These moveable furniture clusters can be reconfigured to suit a range of sofa-based activities. "People are fond of flexibility and the ottoman is an expression of the mobility that they want," Roche concludes. "They want to eat on the sofa, they want to work on the sofa…"

Alison Hill, creative director of the sofa company DFS, has been quoted on her plans to establish an Ottoman Empire (by which she means a world populated by low-legged items of upholstered furniture). "I've used the phrase to describe a multitude of stool-like things," she explains. "Ottoman is a broad term." In general, she defines an ottoman as an independent piece of furniture, usually rectangular, and typically on legs. "I think they're an underutilised asset. There should be no home without one!" DFS ottomans range from the deep-buttoned Bailey (€819, pictured above) to the Truth storage footstool (€249).

This year's Milan Furniture Fair showed the rise of the ottoman, in all its shapes and sizes. "Some were much more elegant than footstools," Hill explains. "They're created from coffee-table technology but with upholstered tops." The most extravagant combined metalwork plinths in bronze or gold, upholstered with sheepskin.

The ottoman, in general, is a mongrel breed. Some seem to be descended from the coffee table. These range from the large round Harry ottoman by B&B Italia (€2,385-€4,080 from Minima) to Marks & Spencer's deep-buttoned oblong Dezra (€395-€849). Others, like the Hedonistic black velvet ottoman (€325, pictured above) from the French Bedroom Company have storage chests in their ancestry.

Floralism Moonlight velvet stool
Floralism Moonlight velvet stool

"My first preference is for an ottoman as a stand-alone thing that's not trying to do a storage job," says Hill. "We have one at the end of the bed." She recommends that you measure carefully before you invest. "Get a piece of newspaper and cut it to the size of the ottoman that you want to buy. Then put it on the floor. Can you walk around it? Do you have room for your chairs? Despite all the digital devices that will enable you to see how a piece of furniture looks in your room, there's nothing like actually placing a piece of newspaper on the floor!"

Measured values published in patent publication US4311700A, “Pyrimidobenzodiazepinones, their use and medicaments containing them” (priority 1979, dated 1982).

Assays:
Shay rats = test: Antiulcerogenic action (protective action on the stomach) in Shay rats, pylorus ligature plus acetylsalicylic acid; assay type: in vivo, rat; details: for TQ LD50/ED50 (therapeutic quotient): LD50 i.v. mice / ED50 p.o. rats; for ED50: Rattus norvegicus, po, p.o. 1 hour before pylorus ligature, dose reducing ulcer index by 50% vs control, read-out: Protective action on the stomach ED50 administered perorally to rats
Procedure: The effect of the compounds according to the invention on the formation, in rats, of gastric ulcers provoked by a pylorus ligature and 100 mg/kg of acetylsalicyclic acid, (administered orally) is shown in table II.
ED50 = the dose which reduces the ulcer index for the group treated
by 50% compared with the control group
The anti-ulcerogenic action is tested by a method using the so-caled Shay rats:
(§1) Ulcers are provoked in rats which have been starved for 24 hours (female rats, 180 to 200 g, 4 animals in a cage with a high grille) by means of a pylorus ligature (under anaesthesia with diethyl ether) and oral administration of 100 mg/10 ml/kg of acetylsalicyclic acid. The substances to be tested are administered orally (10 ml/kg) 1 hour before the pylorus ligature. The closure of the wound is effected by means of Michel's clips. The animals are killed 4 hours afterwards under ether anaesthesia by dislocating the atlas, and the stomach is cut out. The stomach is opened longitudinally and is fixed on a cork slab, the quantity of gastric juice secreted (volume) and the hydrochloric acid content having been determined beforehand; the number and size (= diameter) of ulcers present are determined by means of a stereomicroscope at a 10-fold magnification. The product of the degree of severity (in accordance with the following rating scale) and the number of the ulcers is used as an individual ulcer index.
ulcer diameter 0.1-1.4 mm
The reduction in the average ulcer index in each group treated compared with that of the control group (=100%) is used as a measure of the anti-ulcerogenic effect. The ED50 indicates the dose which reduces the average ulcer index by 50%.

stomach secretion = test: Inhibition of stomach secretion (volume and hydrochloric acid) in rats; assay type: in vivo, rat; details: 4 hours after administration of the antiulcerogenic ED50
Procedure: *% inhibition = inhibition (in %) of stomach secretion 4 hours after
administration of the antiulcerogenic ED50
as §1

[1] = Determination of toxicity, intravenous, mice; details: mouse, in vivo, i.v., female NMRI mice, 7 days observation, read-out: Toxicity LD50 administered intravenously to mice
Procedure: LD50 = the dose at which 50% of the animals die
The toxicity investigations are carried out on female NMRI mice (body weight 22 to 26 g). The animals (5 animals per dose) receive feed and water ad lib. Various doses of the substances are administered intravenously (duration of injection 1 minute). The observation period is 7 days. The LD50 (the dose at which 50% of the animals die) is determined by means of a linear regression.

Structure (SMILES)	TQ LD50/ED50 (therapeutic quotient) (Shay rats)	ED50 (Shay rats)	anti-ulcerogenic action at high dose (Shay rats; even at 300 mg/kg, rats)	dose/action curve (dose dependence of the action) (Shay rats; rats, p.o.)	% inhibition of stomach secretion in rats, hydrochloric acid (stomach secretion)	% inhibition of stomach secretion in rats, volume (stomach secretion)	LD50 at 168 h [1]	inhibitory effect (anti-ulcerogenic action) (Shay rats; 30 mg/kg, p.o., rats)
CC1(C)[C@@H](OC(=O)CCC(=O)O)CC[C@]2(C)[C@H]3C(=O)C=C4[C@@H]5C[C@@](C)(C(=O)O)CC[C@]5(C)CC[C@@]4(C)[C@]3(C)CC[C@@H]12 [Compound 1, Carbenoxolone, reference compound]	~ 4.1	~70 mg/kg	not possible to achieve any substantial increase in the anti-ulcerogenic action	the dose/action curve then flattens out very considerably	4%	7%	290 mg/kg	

The best height for an ottoman, if you plan to use it as a side table, is level with the top of the seat cushion of your sofa. "If I'm using an ottoman in a tray situation, I'd prefer it to have a flat or deep-buttoned top. I'd expect the surface to stay taut," Hill explains. A round, squishy ottoman can be treacherous for trays. It's probably a pouffe in disguise.

For everyone who wants to envisage the ottoman as a coffee table, side table or storage unit, there will be plenty of traditionalists who just want to put their feet up. Philippe Nigro's design for the Manarola chair (2016) is based on the all-foam seating of the 1970s. It's squashy-looking, strangely elegant and - guess what - comes with an ottoman of its very own. The Manarola chair costs €2,318 and the footstool €1,008 from Arena Kitchens, Ligne Roset's Irish supplier.

One of my favourite ottoman arrangements is the witty Slice armchair, recently reissued by Ligne Roset. The Slice (from €2,415) was designed by Pierre Charpin in 1996 (the ottoman looks like an extra slice of chair.) The ensemble resembles the Very Hungry Caterpillar. If you had the space, and the money, you could add as many slices as you want.